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Re: [Gluster-devel] Harddisk economy alternatives

From: Magnus Näslund
Subject: Re: [Gluster-devel] Harddisk economy alternatives
Date: Wed, 09 Nov 2011 20:09:25 +0100
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On 11/09/2011 06:51 PM, Gordan Bobic wrote:

My main concern with such data volumes would be the error rates of
modern disks. If your FS doesn't have automatic checking and block level
checksums, you will suffer data corruption, silent or otherwise. Quality
of modern disks is pretty appaling these days. One of my experiences is
but it is by no means the only one.

Interesting read, and I agree that raid data corruption and hard disk untrustworthiness issues being a huge problem. To combat this we're thinking of using a crude health checking utility that would use checksum files, on top of whatever we end up using (glusterfs or otherwise). These scripts would be specific to our application, and file based.

In glusterfs I believe that it would be possible to do the checksum checking locally on the nodes, since the underlying filesystem is accessible?

Currently the only FS that meets all of my reliability criteria is ZFS
(and the linux port works quite well now), and it has saved me from data
corruption, silent and otherwise, a number of times by now, in cases
where normal RAID wouldn't have helped.

We're using OpenSolaris+ZFS today in production, if glusterfs works well on OpenSolaris that might very well be what we end up with.
We're a linux-shop, but we settled for OpenSolaris on ZFS alone.
Are you running glusterfs on Solaris or/and Linux in production?

So in my mind we could buy quality boxes with 24-36 disks run by 3-4
SATA controller cards (Marvell?),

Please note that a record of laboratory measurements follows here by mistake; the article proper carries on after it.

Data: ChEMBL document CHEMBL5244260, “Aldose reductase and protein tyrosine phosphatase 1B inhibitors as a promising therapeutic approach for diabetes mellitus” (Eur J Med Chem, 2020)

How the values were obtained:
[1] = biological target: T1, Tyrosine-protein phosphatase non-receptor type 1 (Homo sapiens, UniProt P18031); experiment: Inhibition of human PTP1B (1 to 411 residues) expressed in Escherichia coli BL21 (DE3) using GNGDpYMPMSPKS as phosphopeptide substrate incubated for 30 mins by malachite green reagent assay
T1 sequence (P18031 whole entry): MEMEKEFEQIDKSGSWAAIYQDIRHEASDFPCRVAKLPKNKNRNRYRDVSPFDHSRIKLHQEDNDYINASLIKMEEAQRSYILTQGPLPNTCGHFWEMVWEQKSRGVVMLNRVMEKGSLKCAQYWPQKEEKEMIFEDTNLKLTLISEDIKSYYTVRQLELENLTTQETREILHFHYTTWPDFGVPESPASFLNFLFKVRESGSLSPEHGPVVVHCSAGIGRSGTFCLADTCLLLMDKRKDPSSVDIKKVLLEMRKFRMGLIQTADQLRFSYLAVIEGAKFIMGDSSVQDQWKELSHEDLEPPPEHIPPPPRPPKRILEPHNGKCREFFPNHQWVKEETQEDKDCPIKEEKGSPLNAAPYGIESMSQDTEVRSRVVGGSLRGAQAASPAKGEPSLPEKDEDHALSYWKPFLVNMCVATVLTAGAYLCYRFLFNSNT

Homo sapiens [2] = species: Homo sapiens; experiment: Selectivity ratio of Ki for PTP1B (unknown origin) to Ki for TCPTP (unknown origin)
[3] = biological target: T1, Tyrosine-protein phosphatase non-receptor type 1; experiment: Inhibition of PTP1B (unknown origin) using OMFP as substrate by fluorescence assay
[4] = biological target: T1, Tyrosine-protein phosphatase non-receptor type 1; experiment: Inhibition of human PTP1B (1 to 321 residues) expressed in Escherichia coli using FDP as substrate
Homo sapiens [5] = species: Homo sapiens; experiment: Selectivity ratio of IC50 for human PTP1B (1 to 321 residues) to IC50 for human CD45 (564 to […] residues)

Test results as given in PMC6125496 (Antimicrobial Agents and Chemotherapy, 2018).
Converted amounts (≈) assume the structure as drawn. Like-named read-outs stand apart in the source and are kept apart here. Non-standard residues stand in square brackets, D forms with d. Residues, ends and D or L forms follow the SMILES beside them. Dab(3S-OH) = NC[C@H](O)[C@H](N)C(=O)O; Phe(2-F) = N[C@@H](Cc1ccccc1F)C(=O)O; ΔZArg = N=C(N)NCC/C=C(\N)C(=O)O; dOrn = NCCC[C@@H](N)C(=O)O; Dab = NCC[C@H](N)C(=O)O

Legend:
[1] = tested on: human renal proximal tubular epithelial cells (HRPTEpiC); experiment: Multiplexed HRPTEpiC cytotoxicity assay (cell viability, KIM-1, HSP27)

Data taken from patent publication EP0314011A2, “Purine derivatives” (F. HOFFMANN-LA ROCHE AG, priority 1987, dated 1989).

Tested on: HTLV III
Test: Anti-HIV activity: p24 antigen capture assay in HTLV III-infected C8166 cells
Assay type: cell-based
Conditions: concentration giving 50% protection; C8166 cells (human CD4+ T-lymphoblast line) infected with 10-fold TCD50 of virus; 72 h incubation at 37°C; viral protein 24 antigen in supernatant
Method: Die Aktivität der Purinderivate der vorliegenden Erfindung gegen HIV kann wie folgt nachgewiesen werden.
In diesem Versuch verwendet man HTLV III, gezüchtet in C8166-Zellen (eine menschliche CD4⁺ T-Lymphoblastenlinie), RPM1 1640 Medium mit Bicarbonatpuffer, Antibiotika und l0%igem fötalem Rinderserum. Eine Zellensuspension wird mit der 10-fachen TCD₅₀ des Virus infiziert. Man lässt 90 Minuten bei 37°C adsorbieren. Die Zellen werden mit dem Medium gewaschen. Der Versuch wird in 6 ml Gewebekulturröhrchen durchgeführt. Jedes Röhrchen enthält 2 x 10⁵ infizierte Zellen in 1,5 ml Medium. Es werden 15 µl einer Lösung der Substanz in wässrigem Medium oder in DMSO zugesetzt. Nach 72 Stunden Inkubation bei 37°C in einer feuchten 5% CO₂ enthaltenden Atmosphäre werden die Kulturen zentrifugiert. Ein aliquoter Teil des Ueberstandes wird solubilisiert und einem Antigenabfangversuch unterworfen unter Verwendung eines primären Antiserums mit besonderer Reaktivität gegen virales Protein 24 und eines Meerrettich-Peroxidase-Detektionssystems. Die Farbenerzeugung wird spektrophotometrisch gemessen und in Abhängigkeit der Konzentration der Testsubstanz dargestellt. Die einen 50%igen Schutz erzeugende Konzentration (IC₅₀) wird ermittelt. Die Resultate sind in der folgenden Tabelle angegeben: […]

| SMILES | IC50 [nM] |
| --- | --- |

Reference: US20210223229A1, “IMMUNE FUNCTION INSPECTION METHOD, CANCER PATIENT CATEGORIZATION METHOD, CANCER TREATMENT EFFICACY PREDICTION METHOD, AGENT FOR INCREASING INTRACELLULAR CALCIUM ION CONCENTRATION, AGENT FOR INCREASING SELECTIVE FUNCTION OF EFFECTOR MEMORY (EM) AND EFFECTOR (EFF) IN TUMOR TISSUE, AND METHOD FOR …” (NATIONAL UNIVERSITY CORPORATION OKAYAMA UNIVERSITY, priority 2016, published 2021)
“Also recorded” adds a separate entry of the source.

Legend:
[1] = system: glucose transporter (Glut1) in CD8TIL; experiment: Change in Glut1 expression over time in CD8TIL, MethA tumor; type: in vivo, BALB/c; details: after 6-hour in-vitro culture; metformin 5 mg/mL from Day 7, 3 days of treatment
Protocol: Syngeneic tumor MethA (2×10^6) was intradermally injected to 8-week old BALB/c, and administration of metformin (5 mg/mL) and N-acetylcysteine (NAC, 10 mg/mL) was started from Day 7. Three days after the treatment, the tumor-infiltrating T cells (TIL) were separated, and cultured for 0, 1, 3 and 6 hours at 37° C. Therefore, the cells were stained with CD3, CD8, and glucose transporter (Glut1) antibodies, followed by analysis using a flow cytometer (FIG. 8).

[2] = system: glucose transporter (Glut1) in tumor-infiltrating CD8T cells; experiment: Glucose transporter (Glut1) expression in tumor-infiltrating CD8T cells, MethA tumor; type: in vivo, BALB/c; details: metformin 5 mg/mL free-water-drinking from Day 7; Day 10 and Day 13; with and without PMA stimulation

My experience with Marvell cards is limited. Do they have 8-port cards?
I use 8-port LSI cards without any serious problems. The only issue I
have seen is that they tend to reset the bus when the disk is slow to
respond (specifically due to running a SMART self-test), which means
that on one hand you lose the SMART short/long self-test option for
monitoring, but this is mitigated by weekly ZFS scrubs which I trust
more anyway.

We're using LSI cards now aswell for the solaris servers, IIRC.
We'd use the cards with the best reputation.

Anyway, to summarize:
1) With large volumes of data, you need something other than the disk's
sector checksums to keep your data correct, i.e. a checksum checking FS.
If you don't, expect to see silent data corruption sooner or later.

The silent corruption case can be mitigated an application specific way for us, as described above. Having that automatically using ZFS is definately interesting in several ways. Does glusterfs have (or plan to have) a scrubbing-like functionality that checks the data?

2) Don't use the same make of disk in all the servers - I have seen
multiple disks from the same manufacturer fail minutes apart more than
3) Use WRV features of they are available.
4) Make sure your glfs bricks are mirrored between machines in such a
way that the underlying disks are different (e.g. say you have 24 disks
in each box, divided into 3x 8-disk RAIDZ3 volumes. Use each one of
those 8-disk volumes as a brick, and mirror it to a another similar
machine so that the 8 disks on the other server are from a different

The glfs part on top is relatively straightforward and will "just work"
provided you use a reasonably sane configuration. It is the layers
underneath that you will need to get right to keep your data healthy.


These are all excellent points.
Thank you for the input!


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